Look For the Less Dangerous Label of Antifreeze

Even if your discriminating pooch turns up her nose at sloshed champagne or household cleaners, don't test it out with antifreeze spills. Though I've never sampled for myself, it reportedly has a very appealing, sweet taste and a not-so-appealing, highly toxic agent.
Since your garage may have all sorts of unidentifiable drops and drips, don't get down on nose level to investigate, simply don't allow pets near any leaks and regularly flush the floor with water. If you do need to have a bottle of this somewhere in your home, there's a less dangerous version available.

See that product's active ingredient when you read more.

Most antifreezes have the active ingredient of ethylene glycol that quickly damages an animal's kidneys. If you suspect your pet ingested this, there is an intravenous antidote (Antizol-vet) that must be given as soon as possible. However, other versions have the active ingredient of propylene glycol — also found in moisturizers, hand sanitizers, and deodorants —and, while still toxic, doesn't affect the kidneys thus is somewhat safer. This alternate version may still cause nervous system damage and visible effects such as seizures and lack of coordination so, be on the safe side, and keep it all out of paws' reach.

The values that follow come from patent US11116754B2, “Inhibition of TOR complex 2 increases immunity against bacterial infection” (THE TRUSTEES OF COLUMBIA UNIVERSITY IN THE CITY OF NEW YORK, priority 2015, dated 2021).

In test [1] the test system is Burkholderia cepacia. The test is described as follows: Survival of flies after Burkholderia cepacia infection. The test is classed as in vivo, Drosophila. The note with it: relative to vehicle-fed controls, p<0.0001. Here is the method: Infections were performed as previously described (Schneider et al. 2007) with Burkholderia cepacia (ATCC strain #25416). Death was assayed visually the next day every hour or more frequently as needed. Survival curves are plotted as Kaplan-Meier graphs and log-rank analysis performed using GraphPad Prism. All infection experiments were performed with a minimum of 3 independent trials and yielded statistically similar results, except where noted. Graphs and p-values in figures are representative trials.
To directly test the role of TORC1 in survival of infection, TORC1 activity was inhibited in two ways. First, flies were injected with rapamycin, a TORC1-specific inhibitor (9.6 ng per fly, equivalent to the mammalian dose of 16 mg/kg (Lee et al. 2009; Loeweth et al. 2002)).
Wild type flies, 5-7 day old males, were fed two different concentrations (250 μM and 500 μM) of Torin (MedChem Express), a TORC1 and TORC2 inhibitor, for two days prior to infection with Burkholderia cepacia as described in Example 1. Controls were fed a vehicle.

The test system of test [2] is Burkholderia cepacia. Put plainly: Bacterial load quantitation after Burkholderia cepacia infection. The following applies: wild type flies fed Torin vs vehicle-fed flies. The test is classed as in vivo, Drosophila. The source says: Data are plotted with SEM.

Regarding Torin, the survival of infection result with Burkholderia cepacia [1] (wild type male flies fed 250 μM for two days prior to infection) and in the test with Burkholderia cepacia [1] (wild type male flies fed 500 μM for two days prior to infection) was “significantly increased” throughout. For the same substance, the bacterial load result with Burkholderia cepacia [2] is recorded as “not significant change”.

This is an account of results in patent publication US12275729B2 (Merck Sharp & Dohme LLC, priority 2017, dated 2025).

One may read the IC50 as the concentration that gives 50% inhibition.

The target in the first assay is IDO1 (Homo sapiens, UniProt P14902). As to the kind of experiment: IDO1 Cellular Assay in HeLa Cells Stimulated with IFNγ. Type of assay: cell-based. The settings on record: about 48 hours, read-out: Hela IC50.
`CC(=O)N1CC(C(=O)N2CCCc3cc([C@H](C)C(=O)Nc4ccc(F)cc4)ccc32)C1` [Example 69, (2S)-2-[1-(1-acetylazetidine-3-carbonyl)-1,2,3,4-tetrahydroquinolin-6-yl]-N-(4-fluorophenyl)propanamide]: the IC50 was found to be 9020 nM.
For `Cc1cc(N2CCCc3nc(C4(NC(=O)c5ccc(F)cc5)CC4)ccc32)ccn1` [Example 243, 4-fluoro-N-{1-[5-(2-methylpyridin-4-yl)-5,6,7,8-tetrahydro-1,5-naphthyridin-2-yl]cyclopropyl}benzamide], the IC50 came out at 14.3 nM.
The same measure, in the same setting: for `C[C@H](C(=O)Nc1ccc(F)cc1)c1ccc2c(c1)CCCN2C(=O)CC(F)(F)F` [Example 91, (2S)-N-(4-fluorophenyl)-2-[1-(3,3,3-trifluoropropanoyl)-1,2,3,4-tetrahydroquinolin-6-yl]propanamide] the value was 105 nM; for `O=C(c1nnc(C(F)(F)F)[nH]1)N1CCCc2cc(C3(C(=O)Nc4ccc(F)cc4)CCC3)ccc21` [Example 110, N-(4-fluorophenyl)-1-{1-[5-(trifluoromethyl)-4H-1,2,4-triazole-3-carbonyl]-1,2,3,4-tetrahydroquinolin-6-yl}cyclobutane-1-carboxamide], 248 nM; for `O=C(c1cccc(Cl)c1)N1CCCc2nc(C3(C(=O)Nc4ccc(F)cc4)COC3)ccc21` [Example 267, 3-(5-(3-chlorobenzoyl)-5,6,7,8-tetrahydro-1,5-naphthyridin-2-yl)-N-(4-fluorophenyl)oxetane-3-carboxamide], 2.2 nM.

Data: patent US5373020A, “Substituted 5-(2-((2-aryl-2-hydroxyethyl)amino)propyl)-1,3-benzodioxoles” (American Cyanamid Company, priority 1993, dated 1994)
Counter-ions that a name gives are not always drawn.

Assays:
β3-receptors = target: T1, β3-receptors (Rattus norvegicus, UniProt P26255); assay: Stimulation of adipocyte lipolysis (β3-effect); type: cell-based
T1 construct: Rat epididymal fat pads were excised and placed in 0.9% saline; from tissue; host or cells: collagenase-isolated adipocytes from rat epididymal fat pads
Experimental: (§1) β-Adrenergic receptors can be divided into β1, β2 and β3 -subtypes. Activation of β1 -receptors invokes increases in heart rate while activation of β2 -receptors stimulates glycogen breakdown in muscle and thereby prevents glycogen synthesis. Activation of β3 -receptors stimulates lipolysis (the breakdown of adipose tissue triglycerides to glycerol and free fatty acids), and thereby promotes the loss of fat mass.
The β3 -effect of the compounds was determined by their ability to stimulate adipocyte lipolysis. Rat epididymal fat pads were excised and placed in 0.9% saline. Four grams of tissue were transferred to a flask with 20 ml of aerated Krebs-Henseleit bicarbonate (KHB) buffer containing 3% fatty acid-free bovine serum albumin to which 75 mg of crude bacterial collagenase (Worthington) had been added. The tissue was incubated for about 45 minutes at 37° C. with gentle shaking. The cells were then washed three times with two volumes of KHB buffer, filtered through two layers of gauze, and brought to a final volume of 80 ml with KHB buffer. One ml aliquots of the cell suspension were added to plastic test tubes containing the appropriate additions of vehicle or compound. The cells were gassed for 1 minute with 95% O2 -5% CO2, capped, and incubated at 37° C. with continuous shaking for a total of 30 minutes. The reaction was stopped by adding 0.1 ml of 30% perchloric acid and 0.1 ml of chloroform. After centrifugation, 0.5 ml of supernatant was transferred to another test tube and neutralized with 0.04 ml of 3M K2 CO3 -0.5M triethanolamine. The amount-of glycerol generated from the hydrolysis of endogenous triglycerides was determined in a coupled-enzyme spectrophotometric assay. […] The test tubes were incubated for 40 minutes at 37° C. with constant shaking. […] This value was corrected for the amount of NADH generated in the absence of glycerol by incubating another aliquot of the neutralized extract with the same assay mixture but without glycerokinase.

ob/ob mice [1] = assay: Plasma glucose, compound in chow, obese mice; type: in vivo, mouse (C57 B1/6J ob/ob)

Source: Flickr User Rob Ireton

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